When it comes to tequila, the term “ultra luxury” is about as overdone as the margarita. Consequently, just like the aforementioned cocktail, you need a point of differentiation and a good whack of flavor to stand out. Tequila Komos claims just that with its new Añejo Cristalinoa.
The one-of-a-kind spirit is the brainchild of hospitality heavyweight Richard Betts and his entrepreneur friend Joe Marchese. Spurred on by the lack of good tequila in Europe, the duo decided to create a beverage group, brand and spirit to challenge the status quo. Tequila Komos brings together myriad cultures, along with unique and unusual production techniques in a bid to set it apart from other top-shelf tequilas.
“Komos is crafted in a way that, in total, has never been done before,” Betts told Robb Report from a beach near Gallipoli.
The process begins in traditional fashion. Perfectly ripe agave is sourced from the rugged hills of Jalisco and then roasted in old-fashioned stone ovens that sit on the side of the Tequila Volcano in Mexico. The leftover juice is then fermented with indigenous yeasts and twice distilled in copper stills to create a Blanco that becomes the spirit’s base.
“At this point, we’ve created a special Blanco that is redolent of agave and all of the history of Tequila,” Betts says.
Here’s where things get interesting. The Blanco is aged for 12 months in French oak white wine barrels rather than whiskey barrels like other Añejos. This unconventional step, which draws on Betts’s fruitful winemaking background—he passed the Court of Master Sommeliers exam in 2003 and is considered a linchpin of the industry—stops the tequila from “tasting like whiskey”, he says, and instead imparts a more complex flavor profile.
From there, the Añejo is dripped through a charcoal column. Charcoal filtration is common within Cristalino tequila as it enhances the Añejo’s fruity and floral character while removing its color and congeners. What remains is a crystal clear, smooth tequila that packs all the taste and aroma of a barrel-aged drop.
The Cristalino is then placed in amphorae that were specially imported to Mexico. These ovular clay artifacts, which date back to the 15th century BC, were the original wine-making vessels in ancient Greece and, apparently, all Joe’s idea.
“Joe came up with this piece in a stroke of genius,” Betts explains. “We were searching for a vessel in which to aerate the Tequila via a gentle tumbling and he noted that their shape is perfect for circulating liquid.”
This entire aeration process is especially hands-on and time-consuming, but, according to Betts, completely worth it. The agitation results in a smoother, rounder and sweeter tequila. The finished product is then decanted into elegant hand-made vitrified porcelain bottles from Mexico and readied for market. Sippers can expect strong notes of agave mixed with subtle shadings of vanilla and spice from the French oak. The body and texture, meanwhile, Betts deems “incredibly special.”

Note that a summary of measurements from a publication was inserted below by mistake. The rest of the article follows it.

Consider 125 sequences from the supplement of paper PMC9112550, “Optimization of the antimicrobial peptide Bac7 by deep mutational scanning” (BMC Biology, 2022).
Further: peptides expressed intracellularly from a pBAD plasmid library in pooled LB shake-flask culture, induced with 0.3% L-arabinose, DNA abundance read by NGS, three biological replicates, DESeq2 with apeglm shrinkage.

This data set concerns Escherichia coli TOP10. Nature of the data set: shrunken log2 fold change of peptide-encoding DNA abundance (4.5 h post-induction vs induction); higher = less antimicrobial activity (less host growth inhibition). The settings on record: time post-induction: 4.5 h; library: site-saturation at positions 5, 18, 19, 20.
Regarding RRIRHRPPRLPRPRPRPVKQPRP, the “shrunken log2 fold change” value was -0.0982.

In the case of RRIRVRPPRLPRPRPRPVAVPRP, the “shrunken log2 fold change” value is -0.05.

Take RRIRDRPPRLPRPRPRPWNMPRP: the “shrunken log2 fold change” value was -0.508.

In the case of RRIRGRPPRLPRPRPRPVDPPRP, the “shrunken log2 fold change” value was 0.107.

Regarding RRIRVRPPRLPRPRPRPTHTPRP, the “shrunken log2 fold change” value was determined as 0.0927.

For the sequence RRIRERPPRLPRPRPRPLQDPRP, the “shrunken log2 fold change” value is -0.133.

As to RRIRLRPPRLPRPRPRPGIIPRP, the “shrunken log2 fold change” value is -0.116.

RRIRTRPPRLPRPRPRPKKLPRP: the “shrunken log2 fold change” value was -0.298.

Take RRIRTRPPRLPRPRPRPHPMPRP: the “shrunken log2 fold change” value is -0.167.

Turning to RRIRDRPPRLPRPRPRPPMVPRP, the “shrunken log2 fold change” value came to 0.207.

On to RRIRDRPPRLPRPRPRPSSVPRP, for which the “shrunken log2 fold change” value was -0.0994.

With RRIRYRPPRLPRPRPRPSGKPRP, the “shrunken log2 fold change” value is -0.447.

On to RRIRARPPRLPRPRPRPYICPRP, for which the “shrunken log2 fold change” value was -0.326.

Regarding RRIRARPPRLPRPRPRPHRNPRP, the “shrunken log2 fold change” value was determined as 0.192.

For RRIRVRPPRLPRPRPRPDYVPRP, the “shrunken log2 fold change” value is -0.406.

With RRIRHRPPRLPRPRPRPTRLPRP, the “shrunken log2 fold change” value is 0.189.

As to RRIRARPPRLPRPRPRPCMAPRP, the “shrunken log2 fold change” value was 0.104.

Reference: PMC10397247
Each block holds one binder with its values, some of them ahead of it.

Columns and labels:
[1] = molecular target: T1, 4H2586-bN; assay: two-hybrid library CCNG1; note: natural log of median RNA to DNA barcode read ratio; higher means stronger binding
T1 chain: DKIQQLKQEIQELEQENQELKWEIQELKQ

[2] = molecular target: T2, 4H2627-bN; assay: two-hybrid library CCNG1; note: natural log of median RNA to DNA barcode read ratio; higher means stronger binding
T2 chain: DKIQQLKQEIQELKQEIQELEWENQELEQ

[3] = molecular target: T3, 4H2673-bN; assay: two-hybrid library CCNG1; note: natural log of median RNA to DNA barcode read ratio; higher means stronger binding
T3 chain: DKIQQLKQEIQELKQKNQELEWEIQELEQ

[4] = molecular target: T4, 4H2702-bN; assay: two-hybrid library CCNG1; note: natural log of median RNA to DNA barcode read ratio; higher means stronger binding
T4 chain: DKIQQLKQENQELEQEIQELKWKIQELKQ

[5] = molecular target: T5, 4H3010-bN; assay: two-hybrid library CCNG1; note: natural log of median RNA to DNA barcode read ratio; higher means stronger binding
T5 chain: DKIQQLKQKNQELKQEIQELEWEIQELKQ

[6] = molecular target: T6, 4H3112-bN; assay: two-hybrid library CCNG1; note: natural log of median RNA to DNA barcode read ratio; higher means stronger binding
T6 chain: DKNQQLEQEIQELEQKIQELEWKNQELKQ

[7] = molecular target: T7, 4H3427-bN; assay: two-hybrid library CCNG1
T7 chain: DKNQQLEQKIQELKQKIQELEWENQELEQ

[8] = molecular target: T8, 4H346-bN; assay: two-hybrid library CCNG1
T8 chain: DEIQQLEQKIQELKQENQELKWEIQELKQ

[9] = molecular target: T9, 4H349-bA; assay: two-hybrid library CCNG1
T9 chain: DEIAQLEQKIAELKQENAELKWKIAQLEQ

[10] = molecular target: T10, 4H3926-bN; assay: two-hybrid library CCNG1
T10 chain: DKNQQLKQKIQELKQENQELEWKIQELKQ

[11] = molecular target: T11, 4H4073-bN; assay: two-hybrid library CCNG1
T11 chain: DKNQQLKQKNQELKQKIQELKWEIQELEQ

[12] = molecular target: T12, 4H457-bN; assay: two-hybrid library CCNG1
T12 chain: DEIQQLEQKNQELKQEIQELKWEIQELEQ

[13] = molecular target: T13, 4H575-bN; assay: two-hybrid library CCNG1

“The balance is exquisite and Komos is at once rich, full and luxurious, yet light on its feet and a joy to drink.”
As for the best way to drink, Betts takes his Komos straight or over ice with a dash of sparkling water.
The pastiche of cultures and techniques found in Komos Tequila could displease purists: The brand is toying with a storied spirit that stretches all the way back to the 16th century. But Betts is less worried and more hopeful that this encourages a discussion.
“I am hopeful that we can share in a community that imagines new ways of creating flavor while respecting the sense of place and ultimately elevating what Tequila can be,” he adds.
Betts is currently balancing this dichotomy—honoring tradition yet pushing for change—within his own world. The 49-year-old recently resigned from the Court of Master Sommeliers Americas (CMSA) in the wake of the Black Live Matters movement, stating CMSA was not acting like a “progressive or inclusive organization.” Betts is hoping that the new Casa Komos Beverage Group can be a better advocate for diversity.
“We want to ensure that we have a wide variety of voices at the table and create opportunities for diverse and underserved communities,” Betts says. “We’re a small team today but we’re already making strides here, be it with our team, with our partners in Mexico, and on our board of directors. As our team grows it will include even more voices from those communities which is exciting and just so important.”
Judging by its flagship spirit, which freely blends many different cultures and techniques, the group is on the right track.
Tequila Komos is priced at $119. One of the first run bottles can be reserved here.
You can check out a video showcasing the production process below: